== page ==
Track 1 is set to the music of:
Pressure by Little Simz feat. Little Dragon
My Vote Will Count - YelloPain ft. Sevyn Streeter

FOLLOW 

https://soulforceones.com 

➕Instagram: https://instagram.com/soulforceones 

➕Facebook: http://facebook.com/soulforceones

 

SOUL FORCE ONES 

Soul Force Ones is a weekly interview show hosted by Jonathan "MC" Stoll and Colin "DJ" Cole.   We talk with guests of different faiths and spiritual backgrounds, working in different positions that start with "P" about their Purpose and Practice, their work and inner workings, and how making cash is less important than making meaning and Community, Contemplation, Authenticity and Activism, Soulforce and Spirituality, Healing and Hip Hop (CASH).

Senator Sara Gelser: Hey, how are you

Jon: I'm doing well.

Senator Sara Gelser: Good. Nice to see you in person or in not person.

Jon: Yeah. Likewise. Thank you so much for joining us today. So yeah, I guess my, my first question is, I was hoping actually to get my daughter's on here I have a five and seven year old daughter.

Senator Sara Gelser: Oh, what are there names?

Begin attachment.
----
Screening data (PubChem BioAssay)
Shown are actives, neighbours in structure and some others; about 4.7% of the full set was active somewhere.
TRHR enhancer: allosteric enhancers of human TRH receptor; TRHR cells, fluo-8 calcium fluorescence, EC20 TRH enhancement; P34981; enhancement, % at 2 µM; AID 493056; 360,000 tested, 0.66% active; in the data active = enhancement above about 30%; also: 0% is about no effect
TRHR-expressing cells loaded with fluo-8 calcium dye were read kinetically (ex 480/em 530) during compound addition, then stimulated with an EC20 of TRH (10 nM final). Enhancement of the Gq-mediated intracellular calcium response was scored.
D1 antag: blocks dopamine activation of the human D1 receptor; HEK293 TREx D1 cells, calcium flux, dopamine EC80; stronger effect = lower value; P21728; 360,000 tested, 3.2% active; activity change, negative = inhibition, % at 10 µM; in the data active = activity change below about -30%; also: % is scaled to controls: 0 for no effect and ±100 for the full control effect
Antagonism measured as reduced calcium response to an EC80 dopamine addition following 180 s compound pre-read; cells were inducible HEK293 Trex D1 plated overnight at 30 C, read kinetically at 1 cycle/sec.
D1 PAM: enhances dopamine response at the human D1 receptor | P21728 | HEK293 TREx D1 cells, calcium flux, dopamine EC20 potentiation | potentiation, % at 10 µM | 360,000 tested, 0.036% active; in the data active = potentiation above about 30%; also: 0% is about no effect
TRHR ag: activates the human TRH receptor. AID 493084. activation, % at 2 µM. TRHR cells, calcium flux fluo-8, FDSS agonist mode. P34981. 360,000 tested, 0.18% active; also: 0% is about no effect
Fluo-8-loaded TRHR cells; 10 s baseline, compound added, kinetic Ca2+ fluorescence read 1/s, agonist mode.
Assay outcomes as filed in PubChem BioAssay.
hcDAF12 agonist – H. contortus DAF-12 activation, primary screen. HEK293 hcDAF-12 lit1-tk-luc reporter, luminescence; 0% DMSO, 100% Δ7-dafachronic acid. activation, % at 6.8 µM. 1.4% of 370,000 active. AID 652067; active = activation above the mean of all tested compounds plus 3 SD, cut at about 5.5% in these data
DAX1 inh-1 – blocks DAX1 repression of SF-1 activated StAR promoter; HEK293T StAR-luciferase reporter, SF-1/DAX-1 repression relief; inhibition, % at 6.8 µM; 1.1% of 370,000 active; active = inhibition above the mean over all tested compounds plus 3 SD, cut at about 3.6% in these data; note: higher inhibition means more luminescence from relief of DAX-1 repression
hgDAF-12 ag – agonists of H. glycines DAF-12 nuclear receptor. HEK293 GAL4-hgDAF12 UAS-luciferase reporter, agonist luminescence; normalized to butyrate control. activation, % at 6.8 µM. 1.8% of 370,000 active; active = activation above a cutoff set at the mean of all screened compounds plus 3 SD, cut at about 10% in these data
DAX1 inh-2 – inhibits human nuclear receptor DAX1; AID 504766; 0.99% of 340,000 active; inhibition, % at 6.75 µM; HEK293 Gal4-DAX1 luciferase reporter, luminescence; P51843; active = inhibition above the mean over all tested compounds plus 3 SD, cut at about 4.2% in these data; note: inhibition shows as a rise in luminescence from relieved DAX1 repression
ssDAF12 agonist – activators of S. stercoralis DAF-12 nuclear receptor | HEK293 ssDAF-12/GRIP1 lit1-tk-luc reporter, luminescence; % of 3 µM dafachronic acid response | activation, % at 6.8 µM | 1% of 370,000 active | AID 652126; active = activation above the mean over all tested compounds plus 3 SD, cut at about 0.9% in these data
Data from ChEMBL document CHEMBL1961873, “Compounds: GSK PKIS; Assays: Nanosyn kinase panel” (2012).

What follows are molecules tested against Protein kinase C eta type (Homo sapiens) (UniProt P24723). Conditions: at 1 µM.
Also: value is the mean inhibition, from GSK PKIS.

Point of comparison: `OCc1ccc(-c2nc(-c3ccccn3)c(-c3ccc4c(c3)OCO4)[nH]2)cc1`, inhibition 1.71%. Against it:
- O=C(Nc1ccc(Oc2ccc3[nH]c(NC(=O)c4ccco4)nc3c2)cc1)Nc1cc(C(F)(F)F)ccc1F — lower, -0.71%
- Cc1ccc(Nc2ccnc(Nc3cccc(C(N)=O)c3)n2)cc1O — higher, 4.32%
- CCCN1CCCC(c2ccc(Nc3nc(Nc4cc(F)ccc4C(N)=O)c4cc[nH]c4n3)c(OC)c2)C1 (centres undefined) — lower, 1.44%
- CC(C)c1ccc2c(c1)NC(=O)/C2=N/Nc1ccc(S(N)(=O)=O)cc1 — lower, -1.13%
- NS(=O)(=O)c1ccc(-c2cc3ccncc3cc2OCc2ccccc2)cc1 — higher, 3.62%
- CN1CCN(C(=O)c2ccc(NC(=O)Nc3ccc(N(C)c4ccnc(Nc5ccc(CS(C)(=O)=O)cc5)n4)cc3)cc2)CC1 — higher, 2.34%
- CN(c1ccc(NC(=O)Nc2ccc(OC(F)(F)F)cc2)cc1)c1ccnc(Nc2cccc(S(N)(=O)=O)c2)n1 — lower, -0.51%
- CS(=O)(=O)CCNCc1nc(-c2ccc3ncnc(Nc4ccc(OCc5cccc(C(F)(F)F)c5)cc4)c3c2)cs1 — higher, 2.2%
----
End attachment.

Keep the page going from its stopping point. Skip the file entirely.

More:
Jon: Aayenda and Satori. Aayenda is seven and we had her on the podcast to ask a question of one of our other guests. And really, it has to do with this moment that we're in. With Kamala Harris, just be. I was gonna say being elected right Biden President comma hair is vice president and so far in our household I'm multiracial. My children are multiracial. They're both women and two daughters. The significance of this moment. And you being a state senator, a woman. Times magazines silence breakers right in terms of sexual harassment in the workplace, just being a woman in general in this country and the significance of that moment. You know, I actually just realized that it was August 18 1920 that the 19th Amendment was passed, I don't realize if 2020. This is 100 years it was a century. Right. Yes. The significance of that moment right we had that significance and I think everyone was aware for Barack Obama, President Barack Obama when he was elected, and what that meant for our black community. And I think what Kamala Harris. What that means for black women for Indian women multiracial identifying folk, and I think the other thing that's really interesting is that her husband has a different last name. Right. The First Gentleman. And the significance of that right, my wife, she kept her last name. So that was a lot, but ultimately you as a woman in politics, the significance, the meaning of this moment.